International Criminal Law (Power) (1 credit)
This course covers jurisdiction over international crimes, American crimes that involve foreign nations, international law and American law rights of persons charged with international offenses, and an introduction to International Criminal Court.
EU Single Market and Regional Trade Issuses (Allie) (1 credit)
This course will look at trade barriers and hurdles experienced with regard to international commerce.
Introduction to International Investment Law (Ziegler)
An introduction to the legal concepts underlying international investment. The course looks at the different types of investment (Greenfield, M &A, etc.), the treatment of investors and specific rules regarding expropriation as well as the dispute settlement available to foreign investors (in particular investment arbitration. It looks also at the work of specific IOs in this field, like UNCTAD and the World Bank. It studies case law from various environments including NAFTA and ICSID. (1 credit)
Trading In and With Europe (Hahn)
The purpose of this course will be to provide students with an understanding and knowledge of the law and policies of the European Union regarding its internal market and its trade relations with states outside the EU ("third states" in EU parlance). Accordingly, the course will examine the pertinent procedural and substantive law of the European Union. The course will compare the EU legal regime with legal concepts known to US students, such as the US constitution's commerce clause and NAFTA. The interaction of the different layers of international trade governance, but also the technique of using "technical" trade regulations to advance the pursuit of non-trade interests will be explored. Students will be invited to analyze critically the status quo with a particular emphasis on intended and unintended consequences of the regional integration pursued by EU law on other policy objectives, such as sovereignty and democracy. (1 credit)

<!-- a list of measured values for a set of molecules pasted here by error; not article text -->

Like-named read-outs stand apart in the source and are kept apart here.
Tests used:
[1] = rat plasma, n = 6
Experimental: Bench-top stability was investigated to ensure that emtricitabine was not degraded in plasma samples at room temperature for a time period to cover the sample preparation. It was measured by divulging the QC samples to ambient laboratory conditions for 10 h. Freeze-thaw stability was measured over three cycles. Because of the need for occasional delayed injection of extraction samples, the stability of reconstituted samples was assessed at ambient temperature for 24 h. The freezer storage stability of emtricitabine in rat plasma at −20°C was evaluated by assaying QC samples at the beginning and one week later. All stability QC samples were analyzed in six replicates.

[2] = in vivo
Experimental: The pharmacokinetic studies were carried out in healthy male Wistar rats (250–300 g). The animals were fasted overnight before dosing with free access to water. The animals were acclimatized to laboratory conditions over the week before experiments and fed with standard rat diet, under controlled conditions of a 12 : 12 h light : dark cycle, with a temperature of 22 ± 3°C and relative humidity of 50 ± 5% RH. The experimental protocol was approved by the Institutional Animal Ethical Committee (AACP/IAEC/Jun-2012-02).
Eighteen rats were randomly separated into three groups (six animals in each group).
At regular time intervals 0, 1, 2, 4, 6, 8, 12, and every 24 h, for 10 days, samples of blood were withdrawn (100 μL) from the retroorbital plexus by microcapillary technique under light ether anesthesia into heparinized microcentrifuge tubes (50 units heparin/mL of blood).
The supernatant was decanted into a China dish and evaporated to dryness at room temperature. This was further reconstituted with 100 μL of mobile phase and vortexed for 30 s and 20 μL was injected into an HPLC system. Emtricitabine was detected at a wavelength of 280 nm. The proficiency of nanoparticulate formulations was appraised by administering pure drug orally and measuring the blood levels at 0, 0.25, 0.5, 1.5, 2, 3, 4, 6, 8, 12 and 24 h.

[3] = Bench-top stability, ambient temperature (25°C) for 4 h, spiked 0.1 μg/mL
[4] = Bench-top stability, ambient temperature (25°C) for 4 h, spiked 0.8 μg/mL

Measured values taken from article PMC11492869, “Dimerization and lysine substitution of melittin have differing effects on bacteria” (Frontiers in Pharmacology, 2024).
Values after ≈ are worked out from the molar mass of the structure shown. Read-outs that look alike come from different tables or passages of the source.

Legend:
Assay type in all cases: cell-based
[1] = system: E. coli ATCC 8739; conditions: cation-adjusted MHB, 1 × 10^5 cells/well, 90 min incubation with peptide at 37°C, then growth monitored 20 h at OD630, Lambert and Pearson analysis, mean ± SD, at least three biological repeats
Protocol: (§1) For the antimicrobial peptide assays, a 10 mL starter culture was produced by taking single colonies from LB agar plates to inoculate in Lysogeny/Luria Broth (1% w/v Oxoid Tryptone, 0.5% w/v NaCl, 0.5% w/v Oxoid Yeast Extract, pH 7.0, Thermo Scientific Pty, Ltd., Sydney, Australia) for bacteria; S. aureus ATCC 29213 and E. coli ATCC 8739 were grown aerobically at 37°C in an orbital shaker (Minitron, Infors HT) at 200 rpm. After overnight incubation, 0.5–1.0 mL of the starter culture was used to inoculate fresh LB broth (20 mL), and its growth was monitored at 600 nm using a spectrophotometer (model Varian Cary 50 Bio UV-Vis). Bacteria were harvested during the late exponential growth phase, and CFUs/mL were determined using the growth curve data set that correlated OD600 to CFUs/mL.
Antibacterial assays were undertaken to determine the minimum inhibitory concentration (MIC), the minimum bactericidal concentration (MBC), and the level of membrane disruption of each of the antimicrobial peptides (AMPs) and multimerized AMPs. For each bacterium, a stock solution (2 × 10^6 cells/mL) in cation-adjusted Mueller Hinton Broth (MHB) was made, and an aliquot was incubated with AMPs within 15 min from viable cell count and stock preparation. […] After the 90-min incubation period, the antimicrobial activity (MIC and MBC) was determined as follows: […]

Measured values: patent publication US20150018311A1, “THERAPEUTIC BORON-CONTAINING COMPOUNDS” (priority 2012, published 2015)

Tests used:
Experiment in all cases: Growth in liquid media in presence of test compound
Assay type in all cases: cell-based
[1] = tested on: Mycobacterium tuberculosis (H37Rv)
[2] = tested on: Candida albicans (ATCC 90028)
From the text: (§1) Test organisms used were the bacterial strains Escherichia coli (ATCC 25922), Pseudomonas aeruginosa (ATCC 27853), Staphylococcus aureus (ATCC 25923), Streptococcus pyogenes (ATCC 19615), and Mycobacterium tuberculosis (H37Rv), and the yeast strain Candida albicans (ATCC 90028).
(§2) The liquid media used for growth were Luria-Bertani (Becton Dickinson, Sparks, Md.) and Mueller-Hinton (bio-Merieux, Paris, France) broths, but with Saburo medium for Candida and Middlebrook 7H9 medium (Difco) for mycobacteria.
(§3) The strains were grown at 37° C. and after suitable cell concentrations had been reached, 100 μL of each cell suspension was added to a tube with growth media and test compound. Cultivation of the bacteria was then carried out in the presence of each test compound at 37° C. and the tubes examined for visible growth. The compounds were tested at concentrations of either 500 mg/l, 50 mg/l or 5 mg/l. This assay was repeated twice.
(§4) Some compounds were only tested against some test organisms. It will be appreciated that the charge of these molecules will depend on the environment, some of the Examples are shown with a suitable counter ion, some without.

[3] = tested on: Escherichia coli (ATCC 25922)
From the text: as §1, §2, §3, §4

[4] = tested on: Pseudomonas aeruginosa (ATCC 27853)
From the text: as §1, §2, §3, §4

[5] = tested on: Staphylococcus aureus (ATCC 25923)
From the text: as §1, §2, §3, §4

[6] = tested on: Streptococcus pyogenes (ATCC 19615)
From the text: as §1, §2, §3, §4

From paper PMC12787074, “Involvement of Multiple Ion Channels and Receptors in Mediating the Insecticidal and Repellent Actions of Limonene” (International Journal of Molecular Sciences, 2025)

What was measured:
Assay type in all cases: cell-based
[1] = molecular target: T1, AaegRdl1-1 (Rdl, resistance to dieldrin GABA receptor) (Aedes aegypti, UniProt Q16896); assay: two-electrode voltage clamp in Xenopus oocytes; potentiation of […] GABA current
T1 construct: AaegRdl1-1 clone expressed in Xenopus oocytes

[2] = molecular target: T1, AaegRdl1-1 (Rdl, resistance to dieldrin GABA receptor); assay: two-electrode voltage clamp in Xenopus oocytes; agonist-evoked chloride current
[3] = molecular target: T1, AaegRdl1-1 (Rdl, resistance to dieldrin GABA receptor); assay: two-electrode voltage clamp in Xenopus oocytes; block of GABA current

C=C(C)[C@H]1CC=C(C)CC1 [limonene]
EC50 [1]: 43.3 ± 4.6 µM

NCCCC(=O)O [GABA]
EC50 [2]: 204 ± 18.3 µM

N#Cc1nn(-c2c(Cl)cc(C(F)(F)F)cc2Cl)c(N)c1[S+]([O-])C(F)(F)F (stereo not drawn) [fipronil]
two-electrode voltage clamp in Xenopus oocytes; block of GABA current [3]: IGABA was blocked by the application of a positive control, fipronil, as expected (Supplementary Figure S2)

International Litigation and Arbitration
) (1 credit)
International business transactions, in particular commercial contract, often give rise to complicated disputes with transnational implications. This course will analyze the most common methods of dispute resolution, i.e., litigation before state courts and international arbitration, and explore some of the complex legal issues they involve. In particular, we will focus on the following major areas: (1) determining jurisdiction of state courts; (2) validity and effects of choice of court and arbitration agreements; (3) avoidance of parallel proceedings (lis pendens and related actions, forum non conveniens, anti-suit injunctions, etc.); (4) recognition and enforcement of foreign decisions; (5) determining the law applicable to the merits of the dispute. A comparative approach will be used, with particular emphasis on U.S. and European Union law and on court decisions.
One credit course TBA
The 2014 Lausanne-Venice Options document will be available in the near future to help plan your course schedule.